March 15/London/Daily Mail -- Cranberry juice may protect against cavities by preventing bacteria from clinging to teeth.
Drinking the juice is already known to help prevent and treat bladder problems, by stopping bacteria sticking to the bladder wall. Now these anti-bacterial properties are being tested in dental care.
Our mouths are full of bacteria, which feed off the sugars in food. They then excrete acids that cause dental decay.
Laboratory studies have shown that cranberry juice acts like Teflon, preventing the bacteria sticking to teeth. The American researchers also found compounds in the juice stopped bacteria building up and forming plaque, which is a cause of gum disease.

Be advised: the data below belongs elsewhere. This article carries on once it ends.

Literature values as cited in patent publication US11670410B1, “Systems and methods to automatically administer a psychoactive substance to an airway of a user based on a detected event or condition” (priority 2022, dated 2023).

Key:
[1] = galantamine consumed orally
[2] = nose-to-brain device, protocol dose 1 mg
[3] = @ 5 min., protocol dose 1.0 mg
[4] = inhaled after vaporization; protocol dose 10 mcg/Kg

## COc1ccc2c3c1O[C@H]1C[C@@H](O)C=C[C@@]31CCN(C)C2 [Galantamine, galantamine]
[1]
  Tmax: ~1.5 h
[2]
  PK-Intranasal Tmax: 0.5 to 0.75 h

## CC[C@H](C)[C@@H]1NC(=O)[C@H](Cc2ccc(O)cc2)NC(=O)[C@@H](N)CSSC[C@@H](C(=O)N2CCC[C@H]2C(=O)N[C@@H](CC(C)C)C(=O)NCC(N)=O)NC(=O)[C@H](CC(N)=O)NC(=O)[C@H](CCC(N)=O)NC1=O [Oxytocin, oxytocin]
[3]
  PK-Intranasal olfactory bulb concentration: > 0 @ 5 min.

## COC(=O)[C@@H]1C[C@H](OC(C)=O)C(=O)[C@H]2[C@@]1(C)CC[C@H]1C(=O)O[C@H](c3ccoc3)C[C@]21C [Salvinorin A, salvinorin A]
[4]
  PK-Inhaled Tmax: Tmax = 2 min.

They are now planning to isolate the compounds that provide the protection. It is hoped they could then be added to toothpaste or mouthwash directly.
From the March 29, 2010, Prepared Foods E-dition